At Pyzer Criminal Lawyers, we dedicate ourselves to vigorously defending your rights when handling firearms and weapons charges. Our aim is not only to defend you but also to strategically navigate the legal system to achieve the best possible outcome.

Potential Defences for Weapons Offences in Toronto

Weapons charges are grave and can lead to significant repercussions. It is crucial to understand that you possess legal rights, and there may be various defences available depending on the specifics of your case. We will outline these potential defences below.

Defence of Duress

The defence of duress can be crucial in cases involving weapons offences, especially if your actions were compelled by a threat of immediate harm. In Canadian law, duress is acknowledged as a legitimate defence if you can prove that your actions were driven by a serious and immediate threat to your life or safety, and there was no feasible chance to evade or avoid the situation.

However, for a duress defence to be successful, you must show evidence that you genuinely perceived an imminent threat of harm or death and that this threat was realistically urgent and immediate. This defence is not applicable if the threat pertains to future harm or if it arises from situations that you entered willingly or due to reckless behaviour.

Legitimate Firearm Possession

Having a legitimate reason for firearm possession can serve as a robust defence against weapons charges. In Canada, individuals are allowed to legally possess firearms for activities such as hunting, sport shooting, or, in certain limited cases, for personal protection.

To mount a defence based on legitimate possession, it must be shown that the individual possessed a valid Possession and Acquisition Licence (PAL) and that the firearm was appropriately registered, if necessary (this applies especially to restricted or prohibited firearms). Furthermore, the individual must have adhered to all relevant regulations regarding the safe storage, handling, and transportation of the firearm.

Mistake of Fact

The "mistake of fact" defence can be relevant in cases of weapons offences where the accused genuinely believed in circumstances that, if true, would have made their actions lawful. This defence is designed for scenarios where you honestly and reasonably believed something that, had it been accurate, would have legalized your actions.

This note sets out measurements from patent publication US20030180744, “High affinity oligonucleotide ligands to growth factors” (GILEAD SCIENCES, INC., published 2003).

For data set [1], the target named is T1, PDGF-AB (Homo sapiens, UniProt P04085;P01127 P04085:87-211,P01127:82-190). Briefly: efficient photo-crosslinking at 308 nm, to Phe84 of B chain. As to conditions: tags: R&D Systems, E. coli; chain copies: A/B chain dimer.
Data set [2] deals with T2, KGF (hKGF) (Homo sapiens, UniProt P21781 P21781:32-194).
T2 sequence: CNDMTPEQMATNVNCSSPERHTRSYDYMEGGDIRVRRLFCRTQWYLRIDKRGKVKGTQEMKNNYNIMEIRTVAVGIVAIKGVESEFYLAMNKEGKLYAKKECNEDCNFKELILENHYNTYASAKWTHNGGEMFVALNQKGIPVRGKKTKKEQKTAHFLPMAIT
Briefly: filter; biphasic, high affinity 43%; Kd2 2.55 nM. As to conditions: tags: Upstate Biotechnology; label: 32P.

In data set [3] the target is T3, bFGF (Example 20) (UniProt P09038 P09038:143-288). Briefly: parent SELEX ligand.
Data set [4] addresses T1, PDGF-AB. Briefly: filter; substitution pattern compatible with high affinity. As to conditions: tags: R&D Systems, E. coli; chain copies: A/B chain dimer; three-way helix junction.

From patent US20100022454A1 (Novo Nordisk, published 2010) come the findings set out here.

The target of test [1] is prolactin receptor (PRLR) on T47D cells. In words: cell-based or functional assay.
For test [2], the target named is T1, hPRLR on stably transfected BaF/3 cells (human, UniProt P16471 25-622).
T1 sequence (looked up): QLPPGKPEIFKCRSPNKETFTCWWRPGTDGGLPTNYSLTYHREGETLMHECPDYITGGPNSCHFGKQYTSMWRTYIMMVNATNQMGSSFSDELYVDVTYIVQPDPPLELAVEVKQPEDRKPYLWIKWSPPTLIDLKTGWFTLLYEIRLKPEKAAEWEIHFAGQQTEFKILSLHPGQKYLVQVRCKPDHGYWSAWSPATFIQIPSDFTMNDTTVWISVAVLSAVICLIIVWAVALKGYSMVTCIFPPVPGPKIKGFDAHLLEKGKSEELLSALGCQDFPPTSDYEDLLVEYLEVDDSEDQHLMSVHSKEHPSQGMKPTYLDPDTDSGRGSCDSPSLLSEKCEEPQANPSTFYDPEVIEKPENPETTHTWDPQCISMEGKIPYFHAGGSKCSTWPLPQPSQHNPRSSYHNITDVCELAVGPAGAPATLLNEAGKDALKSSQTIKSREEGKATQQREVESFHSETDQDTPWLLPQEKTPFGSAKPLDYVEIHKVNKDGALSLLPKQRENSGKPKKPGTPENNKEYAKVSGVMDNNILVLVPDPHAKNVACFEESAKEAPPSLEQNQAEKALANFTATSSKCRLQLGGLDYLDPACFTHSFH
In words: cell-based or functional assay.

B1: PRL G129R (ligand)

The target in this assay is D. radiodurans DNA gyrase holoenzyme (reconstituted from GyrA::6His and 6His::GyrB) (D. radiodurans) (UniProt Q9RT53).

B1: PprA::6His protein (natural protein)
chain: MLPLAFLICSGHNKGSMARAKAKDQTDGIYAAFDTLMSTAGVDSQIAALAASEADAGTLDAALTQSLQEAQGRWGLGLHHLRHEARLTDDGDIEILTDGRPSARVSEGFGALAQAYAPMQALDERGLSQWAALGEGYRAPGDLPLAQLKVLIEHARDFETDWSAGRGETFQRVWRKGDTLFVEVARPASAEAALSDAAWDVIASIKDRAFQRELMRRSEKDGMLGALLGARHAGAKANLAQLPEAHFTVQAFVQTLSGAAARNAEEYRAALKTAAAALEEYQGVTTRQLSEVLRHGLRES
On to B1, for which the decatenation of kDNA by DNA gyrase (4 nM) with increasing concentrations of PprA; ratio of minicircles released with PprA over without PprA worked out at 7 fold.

For example, you may have bought or possessed a firearm under the assumption that it was classified as non-restricted, while it was actually a restricted or prohibited weapon. It's essential for the mistake to be considered reasonable, meaning that an average person, given the same information and in the same circumstances, would likely have made the same misunderstanding. This defence does not apply if you were willfully ignorant or recklessly indifferent to the legal requirements related to weapon possession.

Charter Rights Violations

Violations of Charter rights can serve as a defence in weapons offence cases by contesting that the actions of the prosecution—such as searches, seizures, detentions, or the conduct of trials—were unreasonable, arbitrary, or discriminatory. The particular section of the Charter invoked will depend on the specifics of the case and the nature of the alleged violation. For instance, if a weapon is discovered during a search that was conducted without a valid warrant or in the absence of exigent circumstances that justify a warrantless search, the evidence obtained might be excluded under Section 24(2) of the Charter. This section is designed to deter abuses of power and uphold the integrity of the legal system.

Furthermore, if an accused was not given the opportunity to consult with a lawyer immediately following their arrest, or if they were questioned without being informed of their right to remain silent, these issues could also form the basis for challenging the legality of any statements or evidence collected in such circumstances.

Penalties for a Weapons Offence Conviction

The repercussions of being convicted of a weapons offence in Canada are significant and can enduringly impact an individual's freedom, reputation, and future prospects. It is vital for anyone facing such charges to understand the associated penalties.

  • Possession of a Weapon for a Dangerous Purpose: When charged as an indictable offence, this crime can result in up to 10 years of incarceration; if prosecuted summarily, the penalty may include up to 2 years less a day in jail and/or a $5,000 fine.